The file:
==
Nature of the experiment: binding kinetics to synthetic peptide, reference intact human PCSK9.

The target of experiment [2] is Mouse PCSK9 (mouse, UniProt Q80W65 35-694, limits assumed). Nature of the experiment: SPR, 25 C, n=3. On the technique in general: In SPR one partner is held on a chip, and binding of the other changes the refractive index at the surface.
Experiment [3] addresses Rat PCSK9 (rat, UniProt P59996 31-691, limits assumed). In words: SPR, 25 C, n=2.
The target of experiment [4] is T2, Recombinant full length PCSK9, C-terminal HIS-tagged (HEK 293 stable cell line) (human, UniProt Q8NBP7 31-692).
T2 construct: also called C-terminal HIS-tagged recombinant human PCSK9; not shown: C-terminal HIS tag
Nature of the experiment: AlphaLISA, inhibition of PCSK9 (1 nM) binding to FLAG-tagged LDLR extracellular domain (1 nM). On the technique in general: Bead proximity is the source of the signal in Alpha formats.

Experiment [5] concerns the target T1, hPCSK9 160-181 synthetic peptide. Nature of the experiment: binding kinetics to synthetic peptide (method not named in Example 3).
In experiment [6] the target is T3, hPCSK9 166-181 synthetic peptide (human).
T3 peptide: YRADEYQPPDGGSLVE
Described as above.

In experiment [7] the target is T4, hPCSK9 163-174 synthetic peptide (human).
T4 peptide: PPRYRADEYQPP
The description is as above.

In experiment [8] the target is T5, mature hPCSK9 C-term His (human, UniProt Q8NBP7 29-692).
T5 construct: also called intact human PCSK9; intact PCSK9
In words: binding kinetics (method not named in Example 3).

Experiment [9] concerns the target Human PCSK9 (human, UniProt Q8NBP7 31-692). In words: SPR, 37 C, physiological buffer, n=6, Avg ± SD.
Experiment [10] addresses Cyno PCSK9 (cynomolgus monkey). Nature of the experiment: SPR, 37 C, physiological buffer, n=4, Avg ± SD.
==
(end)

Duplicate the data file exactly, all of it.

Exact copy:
Nature of the experiment: binding kinetics to synthetic peptide, reference intact human PCSK9.

The target of experiment [2] is Mouse PCSK9 (mouse, UniProt Q80W65 35-694, limits assumed). Nature of the experiment: SPR, 25 C, n=3. On the technique in general: In SPR one partner is held on a chip, and binding of the other changes the refractive index at the surface.
Experiment [3] addresses Rat PCSK9 (rat, UniProt P59996 31-691, limits assumed). In words: SPR, 25 C, n=2.
The target of experiment [4] is T2, Recombinant full length PCSK9, C-terminal HIS-tagged (HEK 293 stable cell line) (human, UniProt Q8NBP7 31-692).
T2 construct: also called C-terminal HIS-tagged recombinant human PCSK9; not shown: C-terminal HIS tag
Nature of the experiment: AlphaLISA, inhibition of PCSK9 (1 nM) binding to FLAG-tagged LDLR extracellular domain (1 nM). On the technique in general: Bead proximity is the source of the signal in Alpha formats.

Experiment [5] concerns the target T1, hPCSK9 160-181 synthetic peptide. Nature of the experiment: binding kinetics to synthetic peptide (method not named in Example 3).
In experiment [6] the target is T3, hPCSK9 166-181 synthetic peptide (human).
T3 peptide: YRADEYQPPDGGSLVE
Described as above.

In experiment [7] the target is T4, hPCSK9 163-174 synthetic peptide (human).
T4 peptide: PPRYRADEYQPP
The description is as above.

In experiment [8] the target is T5, mature hPCSK9 C-term His (human, UniProt Q8NBP7 29-692).
T5 construct: also called intact human PCSK9; intact PCSK9
In words: binding kinetics (method not named in Example 3).

Experiment [9] concerns the target Human PCSK9 (human, UniProt Q8NBP7 31-692). In words: SPR, 37 C, physiological buffer, n=6, Avg ± SD.
Experiment [10] addresses Cyno PCSK9 (cynomolgus monkey). Nature of the experiment: SPR, 37 C, physiological buffer, n=4, Avg ± SD.